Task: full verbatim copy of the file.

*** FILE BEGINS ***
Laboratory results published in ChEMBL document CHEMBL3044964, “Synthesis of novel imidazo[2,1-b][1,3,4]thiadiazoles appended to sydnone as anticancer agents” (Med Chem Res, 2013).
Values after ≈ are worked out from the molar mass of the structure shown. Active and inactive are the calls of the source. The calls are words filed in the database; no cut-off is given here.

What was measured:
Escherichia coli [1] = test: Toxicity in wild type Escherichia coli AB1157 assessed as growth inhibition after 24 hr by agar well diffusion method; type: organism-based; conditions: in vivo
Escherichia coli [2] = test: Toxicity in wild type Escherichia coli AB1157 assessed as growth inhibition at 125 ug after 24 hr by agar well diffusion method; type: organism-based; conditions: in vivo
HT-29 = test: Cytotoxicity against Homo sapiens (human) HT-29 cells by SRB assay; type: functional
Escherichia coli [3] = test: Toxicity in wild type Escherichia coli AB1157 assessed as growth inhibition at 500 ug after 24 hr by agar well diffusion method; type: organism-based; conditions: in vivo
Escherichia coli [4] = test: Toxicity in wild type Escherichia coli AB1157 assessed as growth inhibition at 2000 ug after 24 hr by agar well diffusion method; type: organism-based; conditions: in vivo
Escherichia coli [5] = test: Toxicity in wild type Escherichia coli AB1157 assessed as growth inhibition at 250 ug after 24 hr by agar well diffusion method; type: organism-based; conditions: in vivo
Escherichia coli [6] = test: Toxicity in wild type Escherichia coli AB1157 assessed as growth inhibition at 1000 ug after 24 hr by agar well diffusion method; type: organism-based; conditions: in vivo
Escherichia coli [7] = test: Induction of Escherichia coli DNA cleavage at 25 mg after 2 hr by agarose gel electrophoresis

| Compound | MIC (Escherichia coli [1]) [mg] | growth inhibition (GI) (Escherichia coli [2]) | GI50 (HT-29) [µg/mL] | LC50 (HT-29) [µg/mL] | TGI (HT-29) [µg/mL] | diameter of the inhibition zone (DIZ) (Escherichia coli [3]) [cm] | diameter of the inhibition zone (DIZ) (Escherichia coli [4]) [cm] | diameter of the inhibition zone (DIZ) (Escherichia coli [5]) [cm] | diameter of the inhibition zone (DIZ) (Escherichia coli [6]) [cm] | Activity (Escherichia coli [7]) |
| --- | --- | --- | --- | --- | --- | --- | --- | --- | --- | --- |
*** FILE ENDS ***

Laboratory results published in ChEMBL document CHEMBL3044964, “Synthesis of novel imidazo[2,1-b][1,3,4]thiadiazoles appended to sydnone as anticancer agents” (Med Chem Res, 2013).
Values after ≈ are worked out from the molar mass of the structure shown. Active and inactive are the calls of the source. The calls are words filed in the database; no cut-off is given here.

What was measured:
Escherichia coli [1] = test: Toxicity in wild type Escherichia coli AB1157 assessed as growth inhibition after 24 hr by agar well diffusion method; type: organism-based; conditions: in vivo
Escherichia coli [2] = test: Toxicity in wild type Escherichia coli AB1157 assessed as growth inhibition at 125 ug after 24 hr by agar well diffusion method; type: organism-based; conditions: in vivo
HT-29 = test: Cytotoxicity against Homo sapiens (human) HT-29 cells by SRB assay; type: functional
Escherichia coli [3] = test: Toxicity in wild type Escherichia coli AB1157 assessed as growth inhibition at 500 ug after 24 hr by agar well diffusion method; type: organism-based; conditions: in vivo
Escherichia coli [4] = test: Toxicity in wild type Escherichia coli AB1157 assessed as growth inhibition at 2000 ug after 24 hr by agar well diffusion method; type: organism-based; conditions: in vivo
Escherichia coli [5] = test: Toxicity in wild type Escherichia coli AB1157 assessed as growth inhibition at 250 ug after 24 hr by agar well diffusion method; type: organism-based; conditions: in vivo
Escherichia coli [6] = test: Toxicity in wild type Escherichia coli AB1157 assessed as growth inhibition at 1000 ug after 24 hr by agar well diffusion method; type: organism-based; conditions: in vivo
Escherichia coli [7] = test: Induction of Escherichia coli DNA cleavage at 25 mg after 2 hr by agarose gel electrophoresis

| Compound | MIC (Escherichia coli [1]) [mg] | growth inhibition (GI) (Escherichia coli [2]) | GI50 (HT-29) [µg/mL] | LC50 (HT-29) [µg/mL] | TGI (HT-29) [µg/mL] | diameter of the inhibition zone (DIZ) (Escherichia coli [3]) [cm] | diameter of the inhibition zone (DIZ) (Escherichia coli [4]) [cm] | diameter of the inhibition zone (DIZ) (Escherichia coli [5]) [cm] | diameter of the inhibition zone (DIZ) (Escherichia coli [6]) [cm] | Activity (Escherichia coli [7]) |
| --- | --- | --- | --- | --- | --- | --- | --- | --- | --- | --- |